A start-up has lots of challenges, including a lack of resources to grow as fast as we would like (but this makes us insanely entrepreneurial and creative!), and a super overworked lean team (long hours as there is lots to do!). But being lean makes us faster – our turnaround time on big decisions is probably in microseconds, which translates to being able to make decisions quickly and in practice allows us to change and evolve every day. The fact that the crafts value chain in Pakistan is extremely fragmented and includes everyone from individual craftspeople to producer companies all over Pakistan with many folks in remote areas makes it harder to get things done. But I love meeting new people and I love making things happen so we go with the flow on this one! Being a mom is a full-time job in itself and some days I am wearing so many hats, it can get a little crazy but I enjoy challenges and hate saying no so I keep at it! One of the things I have learned from being in the development sector is self-reliance and resilience. To get something new done, you have to be focused and you have to be patient, sometimes to the point that other people find unreasonable. But that is when real change occurs. When you commit to the long haul and know that if it is broken, you have to fix it!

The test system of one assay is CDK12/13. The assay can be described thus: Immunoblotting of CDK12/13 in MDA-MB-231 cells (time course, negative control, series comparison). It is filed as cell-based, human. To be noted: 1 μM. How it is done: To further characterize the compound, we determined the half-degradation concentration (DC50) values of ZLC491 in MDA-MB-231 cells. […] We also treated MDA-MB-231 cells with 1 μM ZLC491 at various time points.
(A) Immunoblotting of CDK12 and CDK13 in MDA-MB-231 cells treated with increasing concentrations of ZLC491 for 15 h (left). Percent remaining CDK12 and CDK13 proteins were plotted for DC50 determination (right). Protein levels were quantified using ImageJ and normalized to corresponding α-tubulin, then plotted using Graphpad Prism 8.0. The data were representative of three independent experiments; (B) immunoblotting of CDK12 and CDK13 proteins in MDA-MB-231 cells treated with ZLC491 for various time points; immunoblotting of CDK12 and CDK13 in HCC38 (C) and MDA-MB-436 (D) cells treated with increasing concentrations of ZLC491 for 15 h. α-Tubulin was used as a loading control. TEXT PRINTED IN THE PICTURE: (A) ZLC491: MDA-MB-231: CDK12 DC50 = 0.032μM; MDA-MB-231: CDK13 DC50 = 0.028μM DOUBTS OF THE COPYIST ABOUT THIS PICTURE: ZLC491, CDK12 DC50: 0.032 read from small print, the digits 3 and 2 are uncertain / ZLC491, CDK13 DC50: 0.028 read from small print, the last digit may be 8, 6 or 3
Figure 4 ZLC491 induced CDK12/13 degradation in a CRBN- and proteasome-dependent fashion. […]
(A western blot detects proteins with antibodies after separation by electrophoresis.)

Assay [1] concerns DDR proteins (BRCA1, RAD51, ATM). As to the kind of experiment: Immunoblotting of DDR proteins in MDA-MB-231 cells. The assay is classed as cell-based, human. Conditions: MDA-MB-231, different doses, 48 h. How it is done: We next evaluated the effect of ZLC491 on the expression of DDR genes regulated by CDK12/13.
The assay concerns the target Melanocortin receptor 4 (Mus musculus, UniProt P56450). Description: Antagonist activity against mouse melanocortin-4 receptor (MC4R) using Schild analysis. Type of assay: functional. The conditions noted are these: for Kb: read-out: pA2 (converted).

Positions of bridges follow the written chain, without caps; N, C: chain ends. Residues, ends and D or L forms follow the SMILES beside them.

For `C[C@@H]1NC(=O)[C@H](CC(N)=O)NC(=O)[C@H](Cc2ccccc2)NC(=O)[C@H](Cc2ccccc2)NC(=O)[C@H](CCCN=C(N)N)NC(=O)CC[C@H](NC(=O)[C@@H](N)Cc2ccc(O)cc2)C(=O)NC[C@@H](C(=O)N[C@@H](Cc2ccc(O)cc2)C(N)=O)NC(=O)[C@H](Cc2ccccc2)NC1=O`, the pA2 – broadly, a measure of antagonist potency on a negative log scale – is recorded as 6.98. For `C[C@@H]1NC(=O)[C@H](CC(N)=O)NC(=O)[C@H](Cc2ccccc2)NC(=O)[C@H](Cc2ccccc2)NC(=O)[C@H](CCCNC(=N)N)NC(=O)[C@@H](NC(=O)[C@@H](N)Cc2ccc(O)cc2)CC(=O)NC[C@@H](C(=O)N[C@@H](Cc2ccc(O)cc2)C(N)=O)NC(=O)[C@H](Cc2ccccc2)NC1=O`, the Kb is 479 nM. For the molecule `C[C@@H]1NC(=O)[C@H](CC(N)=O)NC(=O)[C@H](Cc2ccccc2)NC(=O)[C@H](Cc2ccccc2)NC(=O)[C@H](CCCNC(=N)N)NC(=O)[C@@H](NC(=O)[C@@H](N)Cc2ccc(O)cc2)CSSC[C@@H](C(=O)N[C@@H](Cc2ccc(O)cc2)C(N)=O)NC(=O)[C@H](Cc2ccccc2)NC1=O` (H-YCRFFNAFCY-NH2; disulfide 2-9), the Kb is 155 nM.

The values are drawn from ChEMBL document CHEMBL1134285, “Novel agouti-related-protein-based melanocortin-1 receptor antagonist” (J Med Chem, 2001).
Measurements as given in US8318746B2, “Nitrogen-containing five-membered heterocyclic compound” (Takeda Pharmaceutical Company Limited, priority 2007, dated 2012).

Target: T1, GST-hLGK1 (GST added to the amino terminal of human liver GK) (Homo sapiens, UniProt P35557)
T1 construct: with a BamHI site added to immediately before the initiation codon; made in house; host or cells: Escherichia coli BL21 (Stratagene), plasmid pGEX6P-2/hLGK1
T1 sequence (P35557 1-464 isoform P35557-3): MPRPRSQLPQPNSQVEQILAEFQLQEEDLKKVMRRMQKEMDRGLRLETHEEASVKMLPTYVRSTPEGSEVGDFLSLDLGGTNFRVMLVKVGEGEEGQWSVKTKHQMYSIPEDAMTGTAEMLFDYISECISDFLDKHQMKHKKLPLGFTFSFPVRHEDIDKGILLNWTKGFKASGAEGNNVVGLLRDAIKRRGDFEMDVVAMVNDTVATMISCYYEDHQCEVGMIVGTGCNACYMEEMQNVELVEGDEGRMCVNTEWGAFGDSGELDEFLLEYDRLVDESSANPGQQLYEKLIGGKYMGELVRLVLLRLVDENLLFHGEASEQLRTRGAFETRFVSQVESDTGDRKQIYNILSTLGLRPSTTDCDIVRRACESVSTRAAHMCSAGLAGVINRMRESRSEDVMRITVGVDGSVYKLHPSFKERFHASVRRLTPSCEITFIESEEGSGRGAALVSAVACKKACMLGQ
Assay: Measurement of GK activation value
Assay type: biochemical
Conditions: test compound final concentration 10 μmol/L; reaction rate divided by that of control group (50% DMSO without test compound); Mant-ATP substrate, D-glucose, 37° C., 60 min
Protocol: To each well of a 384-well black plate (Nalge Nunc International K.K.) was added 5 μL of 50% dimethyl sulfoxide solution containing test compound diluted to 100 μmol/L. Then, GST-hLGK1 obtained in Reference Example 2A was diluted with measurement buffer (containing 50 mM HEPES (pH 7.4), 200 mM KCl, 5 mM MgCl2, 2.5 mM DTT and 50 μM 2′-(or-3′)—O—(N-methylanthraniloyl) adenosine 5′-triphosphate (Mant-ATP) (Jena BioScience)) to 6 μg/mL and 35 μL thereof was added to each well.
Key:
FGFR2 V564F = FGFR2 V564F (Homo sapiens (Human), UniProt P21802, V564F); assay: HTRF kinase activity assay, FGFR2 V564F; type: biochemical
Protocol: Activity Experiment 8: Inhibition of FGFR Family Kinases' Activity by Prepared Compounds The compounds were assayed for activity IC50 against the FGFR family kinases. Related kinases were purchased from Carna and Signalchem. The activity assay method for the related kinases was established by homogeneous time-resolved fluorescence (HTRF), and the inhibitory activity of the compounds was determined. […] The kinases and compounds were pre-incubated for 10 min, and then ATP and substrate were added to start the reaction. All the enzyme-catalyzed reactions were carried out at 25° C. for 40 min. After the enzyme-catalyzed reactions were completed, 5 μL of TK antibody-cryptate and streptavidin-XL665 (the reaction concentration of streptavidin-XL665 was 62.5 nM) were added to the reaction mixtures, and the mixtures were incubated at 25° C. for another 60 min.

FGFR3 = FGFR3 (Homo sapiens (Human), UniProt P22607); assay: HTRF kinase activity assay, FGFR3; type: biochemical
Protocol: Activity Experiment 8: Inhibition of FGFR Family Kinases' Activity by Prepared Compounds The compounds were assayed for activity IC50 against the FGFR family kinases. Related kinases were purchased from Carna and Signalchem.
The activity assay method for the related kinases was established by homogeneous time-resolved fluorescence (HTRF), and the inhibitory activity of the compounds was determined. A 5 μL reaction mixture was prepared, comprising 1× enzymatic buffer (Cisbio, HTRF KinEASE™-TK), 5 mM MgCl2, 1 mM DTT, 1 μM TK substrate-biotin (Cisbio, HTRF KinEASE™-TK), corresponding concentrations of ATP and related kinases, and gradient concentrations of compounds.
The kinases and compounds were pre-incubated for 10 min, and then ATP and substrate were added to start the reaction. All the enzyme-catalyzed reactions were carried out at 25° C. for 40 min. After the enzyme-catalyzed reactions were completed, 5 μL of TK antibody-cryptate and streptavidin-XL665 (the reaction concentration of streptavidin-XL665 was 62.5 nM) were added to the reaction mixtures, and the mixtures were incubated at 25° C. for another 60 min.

Our success is often shaped by our world-view. How do you manage to stay so positive while juggling it all?
I had the tremendous fortune of being raised by incredibly selfless and loving parents. I learnt it from them. My mother, even though she worked in a demanding field, was somehow always present. Which is why I always get confused by questions about how I manage the kids and work. I just model my mom! She is and was an amazing role model – now if I could only be a quarter as organised and patient as she is.
How many hours a day do you work (on average)?
I don’t really have an effortless routine – in real life, I think I am probably more like a lyric from Manic Monday and it is only the fact that I chug along like ‘the Little Engine that Could’ that gets me through the day! When it comes to the personal and professional, I am all about blending! I have small children and a part-time day job in a lovely NGO so I cannot say I that have a typical routine. It is really flexible and the great thing about technology is that I can work on the go.